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God's Dust: A Modern Asian Journey Paperback – November, 1990


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Editorial Reviews

From Publishers Weekly

Buruma ( Behind the Mask ) writes with trenchant skepticism yet implicit sympathy about the "cultural confusion, the endless searching for meaning and national identity" in contemporary Burma, Thailand, the Philippines, Malaysia, Singapore, Taiwan, South Korea and Japan. As a "secular European" and 10-year resident of Hong Kong and Tokyo, he is an ideal observer--objective and respectful, but aggressively inquiring--of these paradoxical nations lately made and unmade by Western influences. Based on a year's travel in Asia, Buruma's essays search past and present for causes and effects of cultural emergence. In Bangkok, "the same girl who dances to rock 'n' roll on a bar top, wearing nothing but cowboy boots, seemingly a vision of corrupted innocence, will donate part of her earnings to a Buddhist monk the next morning to earn religious merit." Her moral gyrations, Buruma argues, are merely pragmatic, reflecting the "corrupted taste" of her Western audience. Thai Buddhist fundamentalists eschew most Western ideas as evil, while using "Western" slide shows to exhort fellow-Thais to live virtuously ("we must use modern technology to get quick results"). He concludes that in seeking Western-style "material well-being," Thais may "have lost something" but have kept their self-respect. A reporter of historical reach, Buruma comprehensively and concisely brings the East's "mystery" down to earth. Political analysis may take the place of descriptive passages customary in travelogues, but the author grinds no axe. Using his privileged status as informed outsider to question, not mythologize, cultures unfamiliar to us, Buruma offers anyone with a passing or permanent curiosity about Asia much to gain from his definitive work.
Copyright 1989 Reed Business Information, Inc. --This text refers to an out of print or unavailable edition of this title.

From Library Journal

Buruma writes that it "is the main theme of contemporary Asia--and not just Asia. How to be modern without losing your cultural sense of self." His year-long journey through Burma, Thailand, the Philippines, Malaysia, Singapore, South Korea, Taiwan, and Japan confronts lands where ancient traditions struggle with foreign influences old (Chinese and Indian) and new (Japanese and American). His effort to find the true meaning of each culture leads him from government offices to red-light districts in an intriguing study that is often cynical and is very attentive to the seamier aspects of life. While God's Dust may not be as scholarly as Buruma's Behind the Mask (LJ 5/15/84), it is just as provocative and interesting. For adult and Asian subject collections.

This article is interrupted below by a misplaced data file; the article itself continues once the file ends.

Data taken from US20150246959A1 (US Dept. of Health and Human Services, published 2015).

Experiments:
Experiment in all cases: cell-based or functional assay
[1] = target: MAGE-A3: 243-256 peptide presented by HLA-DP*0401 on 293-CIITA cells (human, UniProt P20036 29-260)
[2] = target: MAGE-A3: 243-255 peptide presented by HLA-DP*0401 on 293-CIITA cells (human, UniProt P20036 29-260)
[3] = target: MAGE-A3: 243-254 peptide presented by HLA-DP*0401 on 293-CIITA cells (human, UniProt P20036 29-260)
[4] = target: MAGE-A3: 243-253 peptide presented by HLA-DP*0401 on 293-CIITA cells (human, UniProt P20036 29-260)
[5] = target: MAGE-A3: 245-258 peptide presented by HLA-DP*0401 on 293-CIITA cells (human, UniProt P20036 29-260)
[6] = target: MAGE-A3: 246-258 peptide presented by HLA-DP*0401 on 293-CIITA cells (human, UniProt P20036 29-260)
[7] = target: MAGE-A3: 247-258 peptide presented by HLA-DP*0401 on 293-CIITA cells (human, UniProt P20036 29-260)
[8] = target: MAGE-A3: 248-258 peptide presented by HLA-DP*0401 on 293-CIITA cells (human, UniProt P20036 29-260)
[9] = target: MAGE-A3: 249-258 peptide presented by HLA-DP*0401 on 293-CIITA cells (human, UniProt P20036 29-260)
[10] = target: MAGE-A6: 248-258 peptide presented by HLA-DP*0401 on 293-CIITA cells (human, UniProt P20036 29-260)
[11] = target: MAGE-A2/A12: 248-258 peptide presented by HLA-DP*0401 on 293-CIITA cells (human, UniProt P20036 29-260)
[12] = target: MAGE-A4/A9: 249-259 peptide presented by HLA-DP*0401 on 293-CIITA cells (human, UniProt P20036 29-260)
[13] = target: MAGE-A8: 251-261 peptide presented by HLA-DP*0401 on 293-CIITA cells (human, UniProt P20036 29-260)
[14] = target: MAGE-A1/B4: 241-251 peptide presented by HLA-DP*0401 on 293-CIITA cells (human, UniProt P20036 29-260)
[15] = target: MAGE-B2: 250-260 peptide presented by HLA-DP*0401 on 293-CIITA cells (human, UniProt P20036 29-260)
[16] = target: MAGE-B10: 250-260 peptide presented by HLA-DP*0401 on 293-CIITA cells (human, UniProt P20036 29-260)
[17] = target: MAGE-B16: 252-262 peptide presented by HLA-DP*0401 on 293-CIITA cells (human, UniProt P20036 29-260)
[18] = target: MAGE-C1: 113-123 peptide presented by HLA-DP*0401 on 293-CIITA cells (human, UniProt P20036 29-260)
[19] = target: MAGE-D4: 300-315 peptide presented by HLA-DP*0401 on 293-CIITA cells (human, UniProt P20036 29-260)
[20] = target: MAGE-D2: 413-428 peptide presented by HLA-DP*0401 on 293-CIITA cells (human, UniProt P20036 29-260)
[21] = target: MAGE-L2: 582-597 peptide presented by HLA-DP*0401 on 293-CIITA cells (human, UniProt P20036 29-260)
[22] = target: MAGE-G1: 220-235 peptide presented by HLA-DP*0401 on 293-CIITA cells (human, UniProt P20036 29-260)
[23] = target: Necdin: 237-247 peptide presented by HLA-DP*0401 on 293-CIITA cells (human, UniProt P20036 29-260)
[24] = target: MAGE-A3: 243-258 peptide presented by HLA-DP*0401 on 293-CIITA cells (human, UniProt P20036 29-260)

- Kenneth W. Berger, Duke Univ. Lib., Durham, N.C.
Copyright 1989 Reed Business Information, Inc. --This text refers to an out of print or unavailable edition of this title.
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Product Details

  • Paperback
  • Publisher: Noonday Pr (November 1990)
  • Language: English
  • ISBN-10: 0374522359
  • ISBN-13: 978-0374522353
  • Product Dimensions: 1 x 8 x 5.2 inches
  • Shipping Weight: 13.6 ounces
  • Average Customer Review: 5.0 out of 5 stars  See all reviews (3 customer reviews)
  • Amazon Best Sellers Rank: #2,216,590 in Books (See Top 100 in Books)

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12 of 13 people found the following review helpful By Eric W. Sedlak on December 11, 1998
Format: Paperback
Ian Buruma's lively writing style, familiar to readers of the New York Review of Books and the Far Eastern Economic Review, comes to the fore in this wonderful look at a variety of Asian countries. He manages to isolate scenes and trends that characterize the tension between the traditional and the modern in several Asian nations (or indeed nations in formation). The non-Asian writer on Asia is at times less forgiving, and at others brings a fresh view, but always provides insights that few other books or writers seem to produce. God's Dust lets the seasoned Asia dweller feel that she is developing her own unique perspective on life in Asia, and at the same time gives those who have never experienced Asia's intricacies and contradictions an opportunity to experience more than a travelogue or a soon-to-be-proven-wrong business trends bestseller would deliver.